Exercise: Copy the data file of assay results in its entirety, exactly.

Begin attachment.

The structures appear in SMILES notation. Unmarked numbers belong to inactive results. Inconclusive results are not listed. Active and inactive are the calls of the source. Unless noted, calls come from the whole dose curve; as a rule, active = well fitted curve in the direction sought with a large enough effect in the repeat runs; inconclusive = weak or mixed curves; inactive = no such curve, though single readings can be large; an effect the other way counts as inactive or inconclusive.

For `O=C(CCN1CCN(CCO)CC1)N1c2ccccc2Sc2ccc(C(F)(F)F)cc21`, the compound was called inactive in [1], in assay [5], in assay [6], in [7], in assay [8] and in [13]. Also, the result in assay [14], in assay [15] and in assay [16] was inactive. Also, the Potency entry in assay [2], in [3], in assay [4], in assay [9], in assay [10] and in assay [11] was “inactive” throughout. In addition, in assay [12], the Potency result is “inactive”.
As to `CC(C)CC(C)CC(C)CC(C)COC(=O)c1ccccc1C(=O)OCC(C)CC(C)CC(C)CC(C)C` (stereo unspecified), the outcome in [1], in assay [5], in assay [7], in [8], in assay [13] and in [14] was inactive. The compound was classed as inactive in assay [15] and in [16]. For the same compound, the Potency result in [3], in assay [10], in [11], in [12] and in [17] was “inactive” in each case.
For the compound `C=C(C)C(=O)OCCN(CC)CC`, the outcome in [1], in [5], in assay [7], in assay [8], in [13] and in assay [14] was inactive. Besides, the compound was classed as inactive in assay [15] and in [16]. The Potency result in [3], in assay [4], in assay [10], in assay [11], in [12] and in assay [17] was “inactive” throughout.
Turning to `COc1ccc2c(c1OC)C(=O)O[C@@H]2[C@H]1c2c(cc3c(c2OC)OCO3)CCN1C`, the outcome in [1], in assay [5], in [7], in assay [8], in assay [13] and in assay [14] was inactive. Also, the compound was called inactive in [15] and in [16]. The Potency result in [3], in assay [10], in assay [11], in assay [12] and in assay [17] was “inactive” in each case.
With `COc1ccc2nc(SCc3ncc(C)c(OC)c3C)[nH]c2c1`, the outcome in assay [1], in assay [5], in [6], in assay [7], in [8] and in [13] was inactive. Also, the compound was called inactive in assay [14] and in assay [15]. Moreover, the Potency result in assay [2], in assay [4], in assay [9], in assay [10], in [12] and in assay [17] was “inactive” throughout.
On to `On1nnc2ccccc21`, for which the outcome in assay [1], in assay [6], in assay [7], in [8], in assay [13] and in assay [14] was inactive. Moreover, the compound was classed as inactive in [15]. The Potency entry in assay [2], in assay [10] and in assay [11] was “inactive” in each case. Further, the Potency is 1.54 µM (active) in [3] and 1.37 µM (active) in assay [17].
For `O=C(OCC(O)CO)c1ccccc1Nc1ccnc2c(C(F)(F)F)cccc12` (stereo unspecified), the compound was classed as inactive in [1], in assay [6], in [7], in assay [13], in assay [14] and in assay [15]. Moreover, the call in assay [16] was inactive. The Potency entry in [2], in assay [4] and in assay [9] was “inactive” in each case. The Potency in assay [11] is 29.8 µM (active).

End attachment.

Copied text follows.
The structures appear in SMILES notation. Unmarked numbers belong to inactive results. Inconclusive results are not listed. Active and inactive are the calls of the source. Unless noted, calls come from the whole dose curve; as a rule, active = well fitted curve in the direction sought with a large enough effect in the repeat runs; inconclusive = weak or mixed curves; inactive = no such curve, though single readings can be large; an effect the other way counts as inactive or inconclusive.

For `O=C(CCN1CCN(CCO)CC1)N1c2ccccc2Sc2ccc(C(F)(F)F)cc21`, the compound was called inactive in [1], in assay [5], in assay [6], in [7], in assay [8] and in [13]. Also, the result in assay [14], in assay [15] and in assay [16] was inactive. Also, the Potency entry in assay [2], in [3], in assay [4], in assay [9], in assay [10] and in assay [11] was “inactive” throughout. In addition, in assay [12], the Potency result is “inactive”.
As to `CC(C)CC(C)CC(C)CC(C)COC(=O)c1ccccc1C(=O)OCC(C)CC(C)CC(C)CC(C)C` (stereo unspecified), the outcome in [1], in assay [5], in assay [7], in [8], in assay [13] and in [14] was inactive. The compound was classed as inactive in assay [15] and in [16]. For the same compound, the Potency result in [3], in assay [10], in [11], in [12] and in [17] was “inactive” in each case.
For the compound `C=C(C)C(=O)OCCN(CC)CC`, the outcome in [1], in [5], in assay [7], in assay [8], in [13] and in assay [14] was inactive. Besides, the compound was classed as inactive in assay [15] and in [16]. The Potency result in [3], in assay [4], in assay [10], in assay [11], in [12] and in assay [17] was “inactive” throughout.
Turning to `COc1ccc2c(c1OC)C(=O)O[C@@H]2[C@H]1c2c(cc3c(c2OC)OCO3)CCN1C`, the outcome in [1], in assay [5], in [7], in assay [8], in assay [13] and in assay [14] was inactive. Also, the compound was called inactive in [15] and in [16]. The Potency result in [3], in assay [10], in assay [11], in assay [12] and in assay [17] was “inactive” in each case.
With `COc1ccc2nc(SCc3ncc(C)c(OC)c3C)[nH]c2c1`, the outcome in assay [1], in assay [5], in [6], in assay [7], in [8] and in [13] was inactive. Also, the compound was called inactive in assay [14] and in assay [15]. Moreover, the Potency result in assay [2], in assay [4], in assay [9], in assay [10], in [12] and in assay [17] was “inactive” throughout.
On to `On1nnc2ccccc21`, for which the outcome in assay [1], in assay [6], in assay [7], in [8], in assay [13] and in assay [14] was inactive. Moreover, the compound was classed as inactive in [15]. The Potency entry in assay [2], in assay [10] and in assay [11] was “inactive” in each case. Further, the Potency is 1.54 µM (active) in [3] and 1.37 µM (active) in assay [17].
For `O=C(OCC(O)CO)c1ccccc1Nc1ccnc2c(C(F)(F)F)cccc12` (stereo unspecified), the compound was classed as inactive in [1], in assay [6], in [7], in assay [13], in assay [14] and in assay [15]. Moreover, the call in assay [16] was inactive. The Potency entry in [2], in assay [4] and in assay [9] was “inactive” in each case. The Potency in assay [11] is 29.8 µM (active).